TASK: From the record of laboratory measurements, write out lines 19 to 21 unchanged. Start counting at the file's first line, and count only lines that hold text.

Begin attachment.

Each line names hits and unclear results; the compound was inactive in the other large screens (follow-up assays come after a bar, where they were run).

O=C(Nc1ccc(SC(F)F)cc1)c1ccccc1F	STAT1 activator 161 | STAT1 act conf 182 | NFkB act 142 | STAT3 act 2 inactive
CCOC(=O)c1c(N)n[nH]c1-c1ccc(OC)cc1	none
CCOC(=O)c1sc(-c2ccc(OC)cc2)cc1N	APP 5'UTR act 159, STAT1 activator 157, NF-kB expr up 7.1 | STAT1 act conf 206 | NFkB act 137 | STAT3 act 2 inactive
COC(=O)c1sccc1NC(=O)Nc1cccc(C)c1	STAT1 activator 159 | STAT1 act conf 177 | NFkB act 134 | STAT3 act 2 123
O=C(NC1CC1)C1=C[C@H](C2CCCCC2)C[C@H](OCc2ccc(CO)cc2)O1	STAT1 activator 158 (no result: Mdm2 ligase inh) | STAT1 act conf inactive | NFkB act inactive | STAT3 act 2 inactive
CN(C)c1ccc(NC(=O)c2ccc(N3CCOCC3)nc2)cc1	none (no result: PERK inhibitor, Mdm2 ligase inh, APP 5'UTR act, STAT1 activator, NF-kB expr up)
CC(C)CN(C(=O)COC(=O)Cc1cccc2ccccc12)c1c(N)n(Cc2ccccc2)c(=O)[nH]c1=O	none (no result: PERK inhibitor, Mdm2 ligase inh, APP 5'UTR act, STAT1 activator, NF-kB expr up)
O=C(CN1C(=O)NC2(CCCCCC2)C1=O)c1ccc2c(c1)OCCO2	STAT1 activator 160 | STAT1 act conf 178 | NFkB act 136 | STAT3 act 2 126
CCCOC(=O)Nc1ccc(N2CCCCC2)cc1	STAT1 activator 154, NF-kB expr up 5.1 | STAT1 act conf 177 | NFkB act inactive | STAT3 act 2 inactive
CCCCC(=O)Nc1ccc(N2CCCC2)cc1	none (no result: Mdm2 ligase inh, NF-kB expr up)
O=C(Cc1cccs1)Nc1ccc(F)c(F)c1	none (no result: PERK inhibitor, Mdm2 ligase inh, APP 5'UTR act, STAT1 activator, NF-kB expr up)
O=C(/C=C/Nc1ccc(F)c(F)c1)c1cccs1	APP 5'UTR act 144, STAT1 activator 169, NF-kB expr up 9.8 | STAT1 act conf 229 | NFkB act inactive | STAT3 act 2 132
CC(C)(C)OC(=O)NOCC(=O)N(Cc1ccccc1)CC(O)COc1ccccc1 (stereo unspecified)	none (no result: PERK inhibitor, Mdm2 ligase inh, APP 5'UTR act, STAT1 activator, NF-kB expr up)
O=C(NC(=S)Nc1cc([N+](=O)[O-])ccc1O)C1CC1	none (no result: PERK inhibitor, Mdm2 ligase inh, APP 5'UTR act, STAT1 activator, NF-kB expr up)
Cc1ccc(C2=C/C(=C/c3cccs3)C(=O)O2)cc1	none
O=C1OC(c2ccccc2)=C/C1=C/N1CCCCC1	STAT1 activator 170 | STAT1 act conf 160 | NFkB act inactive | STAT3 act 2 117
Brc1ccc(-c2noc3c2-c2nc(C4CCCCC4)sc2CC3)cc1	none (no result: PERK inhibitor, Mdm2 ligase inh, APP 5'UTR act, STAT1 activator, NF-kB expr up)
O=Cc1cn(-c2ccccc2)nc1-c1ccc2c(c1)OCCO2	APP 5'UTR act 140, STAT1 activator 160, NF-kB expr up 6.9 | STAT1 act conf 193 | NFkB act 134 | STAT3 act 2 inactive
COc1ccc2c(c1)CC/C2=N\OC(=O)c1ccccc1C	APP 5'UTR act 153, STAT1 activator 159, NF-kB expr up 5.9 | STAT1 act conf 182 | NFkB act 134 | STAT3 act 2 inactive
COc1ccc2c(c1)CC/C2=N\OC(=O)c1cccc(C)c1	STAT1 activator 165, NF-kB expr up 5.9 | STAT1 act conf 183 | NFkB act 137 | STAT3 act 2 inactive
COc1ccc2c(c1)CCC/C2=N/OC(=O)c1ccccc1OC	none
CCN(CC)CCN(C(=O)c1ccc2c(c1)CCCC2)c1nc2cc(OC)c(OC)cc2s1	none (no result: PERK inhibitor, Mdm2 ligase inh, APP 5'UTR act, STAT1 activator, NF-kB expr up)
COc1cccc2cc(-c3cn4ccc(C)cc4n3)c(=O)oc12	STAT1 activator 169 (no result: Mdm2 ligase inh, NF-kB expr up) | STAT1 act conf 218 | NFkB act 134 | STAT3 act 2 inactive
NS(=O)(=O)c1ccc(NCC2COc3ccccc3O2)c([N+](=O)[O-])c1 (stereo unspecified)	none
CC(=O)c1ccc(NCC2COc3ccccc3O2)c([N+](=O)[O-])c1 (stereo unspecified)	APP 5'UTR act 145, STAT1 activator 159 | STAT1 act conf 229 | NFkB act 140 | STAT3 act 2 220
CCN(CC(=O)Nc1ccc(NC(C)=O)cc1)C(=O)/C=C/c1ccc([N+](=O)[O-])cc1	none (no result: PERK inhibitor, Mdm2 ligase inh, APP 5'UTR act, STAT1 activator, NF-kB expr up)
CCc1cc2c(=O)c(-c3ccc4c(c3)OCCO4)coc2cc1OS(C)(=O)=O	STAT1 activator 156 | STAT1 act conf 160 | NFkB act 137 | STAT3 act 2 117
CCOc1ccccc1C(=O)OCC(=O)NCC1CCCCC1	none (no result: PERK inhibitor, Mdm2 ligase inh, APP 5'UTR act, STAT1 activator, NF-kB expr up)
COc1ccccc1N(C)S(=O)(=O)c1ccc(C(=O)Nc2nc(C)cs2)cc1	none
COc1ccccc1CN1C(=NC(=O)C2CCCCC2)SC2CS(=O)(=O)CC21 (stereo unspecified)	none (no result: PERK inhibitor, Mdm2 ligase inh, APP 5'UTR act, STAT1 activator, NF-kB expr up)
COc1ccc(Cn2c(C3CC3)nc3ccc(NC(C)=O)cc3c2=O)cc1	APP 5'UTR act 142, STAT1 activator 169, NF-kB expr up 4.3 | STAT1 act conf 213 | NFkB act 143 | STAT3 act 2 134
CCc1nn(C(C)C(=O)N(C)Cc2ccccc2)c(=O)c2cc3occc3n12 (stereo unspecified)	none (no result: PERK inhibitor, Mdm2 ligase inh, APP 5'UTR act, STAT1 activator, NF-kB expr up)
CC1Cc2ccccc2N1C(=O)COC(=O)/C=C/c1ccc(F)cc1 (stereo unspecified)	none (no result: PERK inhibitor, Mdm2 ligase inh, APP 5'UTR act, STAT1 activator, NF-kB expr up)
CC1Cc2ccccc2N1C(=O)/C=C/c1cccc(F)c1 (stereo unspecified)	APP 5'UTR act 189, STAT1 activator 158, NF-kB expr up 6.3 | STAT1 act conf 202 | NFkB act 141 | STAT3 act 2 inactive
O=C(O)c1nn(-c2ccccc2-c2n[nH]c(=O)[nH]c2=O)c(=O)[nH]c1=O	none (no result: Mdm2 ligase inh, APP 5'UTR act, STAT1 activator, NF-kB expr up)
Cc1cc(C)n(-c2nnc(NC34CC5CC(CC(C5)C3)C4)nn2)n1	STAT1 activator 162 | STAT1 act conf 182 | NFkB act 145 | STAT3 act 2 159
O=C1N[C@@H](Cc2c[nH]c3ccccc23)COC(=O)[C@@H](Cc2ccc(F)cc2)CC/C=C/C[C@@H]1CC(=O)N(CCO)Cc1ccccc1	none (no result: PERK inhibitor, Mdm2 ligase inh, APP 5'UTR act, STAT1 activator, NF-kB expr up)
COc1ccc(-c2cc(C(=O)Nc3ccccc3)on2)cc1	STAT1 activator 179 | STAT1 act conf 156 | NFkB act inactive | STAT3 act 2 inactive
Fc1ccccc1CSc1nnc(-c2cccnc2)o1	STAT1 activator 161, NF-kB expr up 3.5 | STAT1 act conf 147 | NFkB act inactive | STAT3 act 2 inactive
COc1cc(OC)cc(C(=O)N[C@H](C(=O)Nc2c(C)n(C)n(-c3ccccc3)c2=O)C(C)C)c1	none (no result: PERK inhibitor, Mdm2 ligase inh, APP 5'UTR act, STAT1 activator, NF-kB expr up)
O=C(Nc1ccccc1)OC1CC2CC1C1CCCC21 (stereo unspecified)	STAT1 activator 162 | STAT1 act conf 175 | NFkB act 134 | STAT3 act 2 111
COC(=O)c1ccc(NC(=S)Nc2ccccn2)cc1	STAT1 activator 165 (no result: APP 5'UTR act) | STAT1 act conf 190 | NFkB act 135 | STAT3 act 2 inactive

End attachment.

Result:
O=Cc1cn(-c2ccccc2)nc1-c1ccc2c(c1)OCCO2	APP 5'UTR act 140, STAT1 activator 160, NF-kB expr up 6.9 | STAT1 act conf 193 | NFkB act 134 | STAT3 act 2 inactive
COc1ccc2c(c1)CC/C2=N\OC(=O)c1ccccc1C	APP 5'UTR act 153, STAT1 activator 159, NF-kB expr up 5.9 | STAT1 act conf 182 | NFkB act 134 | STAT3 act 2 inactive
COc1ccc2c(c1)CC/C2=N\OC(=O)c1cccc(C)c1	STAT1 activator 165, NF-kB expr up 5.9 | STAT1 act conf 183 | NFkB act 137 | STAT3 act 2 inactive